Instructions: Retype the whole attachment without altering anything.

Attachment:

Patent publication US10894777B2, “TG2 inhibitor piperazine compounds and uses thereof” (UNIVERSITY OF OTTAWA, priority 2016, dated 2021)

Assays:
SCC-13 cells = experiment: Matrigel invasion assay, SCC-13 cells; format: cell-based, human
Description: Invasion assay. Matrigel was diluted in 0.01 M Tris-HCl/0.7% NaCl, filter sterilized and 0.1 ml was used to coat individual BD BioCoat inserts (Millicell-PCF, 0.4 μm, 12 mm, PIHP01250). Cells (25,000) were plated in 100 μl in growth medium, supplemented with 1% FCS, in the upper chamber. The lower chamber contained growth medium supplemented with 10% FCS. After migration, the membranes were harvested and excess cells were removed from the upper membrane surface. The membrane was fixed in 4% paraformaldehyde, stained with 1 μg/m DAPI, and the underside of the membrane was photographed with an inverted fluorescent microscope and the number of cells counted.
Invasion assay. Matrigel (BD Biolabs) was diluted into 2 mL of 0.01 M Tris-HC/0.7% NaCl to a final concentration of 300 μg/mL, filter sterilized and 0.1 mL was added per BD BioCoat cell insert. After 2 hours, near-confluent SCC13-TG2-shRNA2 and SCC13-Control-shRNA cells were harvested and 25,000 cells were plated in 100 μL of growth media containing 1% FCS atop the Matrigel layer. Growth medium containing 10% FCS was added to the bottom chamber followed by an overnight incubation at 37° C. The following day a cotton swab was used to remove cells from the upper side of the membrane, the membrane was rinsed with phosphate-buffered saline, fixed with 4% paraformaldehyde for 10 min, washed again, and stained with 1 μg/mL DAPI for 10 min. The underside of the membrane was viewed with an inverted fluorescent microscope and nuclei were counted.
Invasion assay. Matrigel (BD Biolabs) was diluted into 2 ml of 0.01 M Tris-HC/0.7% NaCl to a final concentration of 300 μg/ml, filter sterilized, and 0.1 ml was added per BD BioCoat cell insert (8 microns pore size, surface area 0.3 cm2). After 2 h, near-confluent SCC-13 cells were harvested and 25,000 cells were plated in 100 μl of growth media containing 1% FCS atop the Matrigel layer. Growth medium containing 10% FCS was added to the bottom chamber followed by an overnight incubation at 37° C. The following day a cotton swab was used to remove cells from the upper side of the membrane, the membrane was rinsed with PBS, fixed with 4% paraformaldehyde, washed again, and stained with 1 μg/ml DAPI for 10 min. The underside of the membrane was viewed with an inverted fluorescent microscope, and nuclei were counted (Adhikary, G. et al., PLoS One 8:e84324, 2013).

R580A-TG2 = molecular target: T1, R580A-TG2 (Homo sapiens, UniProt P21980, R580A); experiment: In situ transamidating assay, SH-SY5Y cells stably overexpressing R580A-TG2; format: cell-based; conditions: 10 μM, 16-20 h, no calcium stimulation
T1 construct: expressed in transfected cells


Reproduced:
Patent publication US10894777B2, “TG2 inhibitor piperazine compounds and uses thereof” (UNIVERSITY OF OTTAWA, priority 2016, dated 2021)

Assays:
SCC-13 cells = experiment: Matrigel invasion assay, SCC-13 cells; format: cell-based, human
Description: Invasion assay. Matrigel was diluted in 0.01 M Tris-HCl/0.7% NaCl, filter sterilized and 0.1 ml was used to coat individual BD BioCoat inserts (Millicell-PCF, 0.4 μm, 12 mm, PIHP01250). Cells (25,000) were plated in 100 μl in growth medium, supplemented with 1% FCS, in the upper chamber. The lower chamber contained growth medium supplemented with 10% FCS. After migration, the membranes were harvested and excess cells were removed from the upper membrane surface. The membrane was fixed in 4% paraformaldehyde, stained with 1 μg/m DAPI, and the underside of the membrane was photographed with an inverted fluorescent microscope and the number of cells counted.
Invasion assay. Matrigel (BD Biolabs) was diluted into 2 mL of 0.01 M Tris-HC/0.7% NaCl to a final concentration of 300 μg/mL, filter sterilized and 0.1 mL was added per BD BioCoat cell insert. After 2 hours, near-confluent SCC13-TG2-shRNA2 and SCC13-Control-shRNA cells were harvested and 25,000 cells were plated in 100 μL of growth media containing 1% FCS atop the Matrigel layer. Growth medium containing 10% FCS was added to the bottom chamber followed by an overnight incubation at 37° C. The following day a cotton swab was used to remove cells from the upper side of the membrane, the membrane was rinsed with phosphate-buffered saline, fixed with 4% paraformaldehyde for 10 min, washed again, and stained with 1 μg/mL DAPI for 10 min. The underside of the membrane was viewed with an inverted fluorescent microscope and nuclei were counted.
Invasion assay. Matrigel (BD Biolabs) was diluted into 2 ml of 0.01 M Tris-HC/0.7% NaCl to a final concentration of 300 μg/ml, filter sterilized, and 0.1 ml was added per BD BioCoat cell insert (8 microns pore size, surface area 0.3 cm2). After 2 h, near-confluent SCC-13 cells were harvested and 25,000 cells were plated in 100 μl of growth media containing 1% FCS atop the Matrigel layer. Growth medium containing 10% FCS was added to the bottom chamber followed by an overnight incubation at 37° C. The following day a cotton swab was used to remove cells from the upper side of the membrane, the membrane was rinsed with PBS, fixed with 4% paraformaldehyde, washed again, and stained with 1 μg/ml DAPI for 10 min. The underside of the membrane was viewed with an inverted fluorescent microscope, and nuclei were counted (Adhikary, G. et al., PLoS One 8:e84324, 2013).

R580A-TG2 = molecular target: T1, R580A-TG2 (Homo sapiens, UniProt P21980, R580A); experiment: In situ transamidating assay, SH-SY5Y cells stably overexpressing R580A-TG2; format: cell-based; conditions: 10 μM, 16-20 h, no calcium stimulation
T1 construct: expressed in transfected cells